Le charme discret de la bourgeoisie (The Discreet Charm of the Bourgeoisie)  | What I Watched Last Night...

Buñuel blends reveries with nightmares to expose chilling realities that simmer beneath the surface of appearances of "polite society." Time-flipping segues, flashbacks, and bizarre events break up the narrative with an off-kilter sense of gallows humor. A priest taking confession from a dying man learns that the man was responsible for killing the priest's parents many years ago. Terrorist attacks are commonplace. Buñuel doesn't just take the piss out of his muted representatives of societal repression; he makes them victims of their own devices.

Buñuel signature surrealistic approach comes across in his asymmetrical juxtaposition of props, such as rubber chickens or a Napoleon-styled hat. Buñuel doesn't just ridicule, he pokes and prods at his dubious subjects with a gleeful delight until they squeal. Such priceless cynical joy you won't find anywhere else.

Discreet Charm

Rated PG. 102 mins. 

5 Stars

Groupthink doesn't live here, critical thought does.

This website is dedicated to Agnès Varda and to Luis Buñuel.

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Cole Smithey on Patreon

January 12, 2011


Colesmithey.comFederico Fellini 's "8 1/2" (made in 1963) is an act of artistic desperation. "8 1/2" ensured the great Italian filmmaker's permanent departure from the neo-realist style that made up his previous films, including his most recent departure from traditional narrative structure "La Dolce Vita" (1960).

Fellini had mastered narrative drama and wanted to challenge himself as a filmmaker. But he went to his modernist destiny confused, kicking and dancing the whole way, just as his simplified alter-ego Marcelo Mastroianni does as Guido Anselmi. Guido is a hugely popular filmmaker with whom everyone wants to be associated.

8 1/2 | Chicago Reader

Producers, mistresses, crew members, actors, family members, and friends all want to possess Guido or at least to snatch a piece of his talent. The best way for them to do so is to be associated with the film he is currently making. Indeed, the movie is as much about them as it is about Fellini's own obsessions.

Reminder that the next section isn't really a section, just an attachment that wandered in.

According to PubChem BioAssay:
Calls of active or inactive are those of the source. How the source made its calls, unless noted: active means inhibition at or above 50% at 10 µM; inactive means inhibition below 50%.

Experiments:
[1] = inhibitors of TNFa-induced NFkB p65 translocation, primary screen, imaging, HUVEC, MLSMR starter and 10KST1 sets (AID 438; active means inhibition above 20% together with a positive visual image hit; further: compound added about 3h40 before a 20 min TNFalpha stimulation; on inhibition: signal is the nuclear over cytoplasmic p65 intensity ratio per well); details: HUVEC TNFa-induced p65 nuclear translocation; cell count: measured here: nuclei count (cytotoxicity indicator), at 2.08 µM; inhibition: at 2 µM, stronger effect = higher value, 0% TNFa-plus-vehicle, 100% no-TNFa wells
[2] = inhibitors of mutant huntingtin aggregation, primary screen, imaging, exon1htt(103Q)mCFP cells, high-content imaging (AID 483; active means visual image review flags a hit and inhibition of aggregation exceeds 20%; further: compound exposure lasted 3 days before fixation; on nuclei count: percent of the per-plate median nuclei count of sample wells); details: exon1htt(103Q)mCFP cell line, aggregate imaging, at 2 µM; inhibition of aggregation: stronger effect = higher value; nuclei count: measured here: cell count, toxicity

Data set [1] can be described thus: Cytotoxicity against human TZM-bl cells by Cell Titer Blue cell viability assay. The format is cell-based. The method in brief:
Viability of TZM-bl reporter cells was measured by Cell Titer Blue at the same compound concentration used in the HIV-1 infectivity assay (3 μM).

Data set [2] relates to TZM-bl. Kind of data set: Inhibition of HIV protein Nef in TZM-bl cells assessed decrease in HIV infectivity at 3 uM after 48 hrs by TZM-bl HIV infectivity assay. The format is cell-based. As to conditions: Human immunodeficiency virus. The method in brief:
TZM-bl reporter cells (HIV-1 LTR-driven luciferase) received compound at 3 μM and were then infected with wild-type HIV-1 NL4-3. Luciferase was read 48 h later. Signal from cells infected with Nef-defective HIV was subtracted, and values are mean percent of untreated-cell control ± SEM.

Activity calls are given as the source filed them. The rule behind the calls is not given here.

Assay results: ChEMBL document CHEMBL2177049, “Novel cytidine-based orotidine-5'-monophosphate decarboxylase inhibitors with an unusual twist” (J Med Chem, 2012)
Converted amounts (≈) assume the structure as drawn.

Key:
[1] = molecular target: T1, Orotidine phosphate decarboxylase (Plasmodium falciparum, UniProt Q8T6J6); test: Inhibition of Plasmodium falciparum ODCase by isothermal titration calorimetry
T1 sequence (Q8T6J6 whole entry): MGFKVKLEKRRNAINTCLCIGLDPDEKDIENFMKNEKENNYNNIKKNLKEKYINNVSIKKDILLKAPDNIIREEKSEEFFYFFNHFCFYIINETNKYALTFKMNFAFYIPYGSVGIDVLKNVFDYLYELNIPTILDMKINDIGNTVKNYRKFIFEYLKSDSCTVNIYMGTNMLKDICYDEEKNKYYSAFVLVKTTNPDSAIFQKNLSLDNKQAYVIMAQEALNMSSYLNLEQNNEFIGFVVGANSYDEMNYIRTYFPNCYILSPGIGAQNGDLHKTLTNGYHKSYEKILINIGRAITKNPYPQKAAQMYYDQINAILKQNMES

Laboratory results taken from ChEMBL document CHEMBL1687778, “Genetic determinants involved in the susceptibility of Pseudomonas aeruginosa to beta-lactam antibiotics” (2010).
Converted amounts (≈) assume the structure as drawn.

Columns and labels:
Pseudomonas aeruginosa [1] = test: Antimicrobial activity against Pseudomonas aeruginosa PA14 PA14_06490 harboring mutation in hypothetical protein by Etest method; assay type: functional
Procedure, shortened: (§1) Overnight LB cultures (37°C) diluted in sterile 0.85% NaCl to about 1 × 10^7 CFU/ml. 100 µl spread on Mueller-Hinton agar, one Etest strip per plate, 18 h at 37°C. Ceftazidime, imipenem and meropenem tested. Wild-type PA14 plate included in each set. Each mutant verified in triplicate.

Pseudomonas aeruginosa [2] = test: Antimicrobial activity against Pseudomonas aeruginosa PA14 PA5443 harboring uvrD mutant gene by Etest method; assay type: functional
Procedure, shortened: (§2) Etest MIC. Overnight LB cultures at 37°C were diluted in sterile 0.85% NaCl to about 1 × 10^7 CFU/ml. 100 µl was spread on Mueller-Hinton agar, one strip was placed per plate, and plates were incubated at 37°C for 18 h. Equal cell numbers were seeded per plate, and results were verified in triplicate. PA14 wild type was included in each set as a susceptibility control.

Catholicism and Alienation in Fellini's 8 1/2 | The Movie Rat

The enigmatic director's thematic goal is to mirror on a grand scale every aspect of his own soul that he can touch or project. Guido engages in a journey of self that necessarily includes his splintered fantasy visions of female archetypes that he will use and discard as his whims dictate.

Pin by Hacedor de Espacio on Cinema & Design | Fellini films, Film stills,  FilmFilmed almost entirely on artificial sets, "8 1/2" is a pure look inside the mind of a director's cinematic exploration during a midlife crisis. Its title expresses the film's position as an in-between movie made on the way to Fellini's ninth feature "Juliet of the Spirits." The original title was "La Bella Confusione" ("The Beautiful Confusion").

Fellini's 8½ – a masterpiece by cinema's ultimate dreamer | Film | The  Guardian

Fellini strikes at a hotter brand of bewilderment with a title that led some would-be audiences to think it represented pornography. It is rather a dynamic celebration of Fellini's miraculous methods of creating cinematic magic from the fabric of his personal dreams, desires, experiences, and relationship to Italian culture. This is a movie you can return to again and again, and still discover new meanings and messages.

The eye glasses worn by Anouk Aimée in Eight and a half | Spotern

Not Rated. 138 mins.

5 Stars


Groupthink doesn't live here, critical thought does.

This website is dedicated to Agnès Varda and to Luis Buñuel.

Get cool rewards when you click on the button to pledge your support through Patreon.

Cole Smithey on Patreon